[Taxacom] Bibliographic References
xelaalex at cox.net
Mon Oct 22 09:03:34 CDT 2012
I am surprise that you do not accept Name & Author or Name & Author & Year
as a form of bibliographic reference
As that is precisely the very reason early workers* began appending the
author name to the scientific name. That is, to provide the source of the
name and to distinguish one author's usage from another author's.
And today this is continue as what we call citations, that is, the
combination of Author and Year, which provides a link to a bibliography.
So, Tokunaga 1937 and Johannsen 1905 are valid bibliographic references and
Fittkau 1962 names are available under Art. 13.1.2
As for your final comment, "The rules in the Code were made to avoid a too
low quality in zoological nomenclature." one MUST remember that the Code
MUST deal RETROSPECTIVE as well as PROSPECTIVE. So, yes, the Code should set
standard so future work is better, etc., but retrospectively it should
preserve work that met the standard of its time. Obviously by today's
standards, Linnaeus (1758) is "too low quality" to be acceptable, etc. [no
type data!], but that is where we begun, etc.
Oh, well ....
*What is sad is that Today many workers think this convention is a form of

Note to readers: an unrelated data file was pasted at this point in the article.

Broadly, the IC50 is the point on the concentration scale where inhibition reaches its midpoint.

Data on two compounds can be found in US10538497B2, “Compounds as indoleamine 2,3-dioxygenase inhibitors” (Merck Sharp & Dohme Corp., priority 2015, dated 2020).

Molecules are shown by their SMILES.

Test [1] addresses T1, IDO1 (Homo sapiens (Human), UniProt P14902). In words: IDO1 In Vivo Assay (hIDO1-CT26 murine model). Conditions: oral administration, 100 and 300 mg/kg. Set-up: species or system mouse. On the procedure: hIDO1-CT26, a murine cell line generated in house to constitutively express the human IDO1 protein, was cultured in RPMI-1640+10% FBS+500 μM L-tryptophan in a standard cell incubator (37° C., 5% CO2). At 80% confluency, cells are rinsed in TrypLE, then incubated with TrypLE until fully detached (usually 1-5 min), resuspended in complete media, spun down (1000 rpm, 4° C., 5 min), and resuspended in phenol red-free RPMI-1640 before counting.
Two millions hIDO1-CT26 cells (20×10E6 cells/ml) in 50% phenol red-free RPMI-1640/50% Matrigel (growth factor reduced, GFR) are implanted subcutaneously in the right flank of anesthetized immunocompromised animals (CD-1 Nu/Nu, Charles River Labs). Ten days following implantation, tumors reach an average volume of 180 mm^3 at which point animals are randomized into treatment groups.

honorific to recognize / reward the person(s) who "discover / named" the
species. Hence, we have the "mihi itch," etc.
From: Francisco Welter-Schultes
Sent: Monday, October 22, 2012 5:27 AM
To: "Torbjørn Ekrem"
Cc: Bohdan Bilyj ; taxacom at mailman.nhm.ku.edu
Subject: Re: [Taxacom] Clarification of Code's Article. 13.1.2
thank you for this PDF file which is very helpful. In the context it gets
clearer that Tokunaga and Johannsen were not set behind the species name
in the sense of authorities.
Indeed what Fittkau 1962 liked to express were subsequent and in Fittkau's
judgement incorrect usages of Pentateura monilis, to which Fittkau
referred by giving the authors and dates where these names were
Fittkau is 1962 and has to follow the rules of Art. 13.1. He did neither
give a description nor did he establish new replacement names. The only
provision that could save these new names from being unavailable is indeed
Art. 13.1.2, bibliographical reference to a previously published
The references to Tokunaga 1937 and Johannsen 1905 can only be accepted as
bibliographical if Fittkau also gave some bibliographical data, in a list
of references. If this was not so, then "bibliographical" would very
probably not be the correct term.
If the two were cited there, then the next question is, had they provided
a differential description, purported to distinguish them from other taxa?
And at least here is where the house falls down. Very probably they did
not, otherwise they would not have classified their taxon with P. monilis.
And this is why both Fittkau's names are very probably unavailable.
The quality of the previous descriptions is not decisive. It is the
intention to distinguish the taxon from others. If other scientists think
that the descriptions of the sensu names from 1905 and 1937 provided
sufficient evidence that a different taxon was meant, this is irrelevant.
The original intention by Tokunaga and Johannsen has to be analysed. And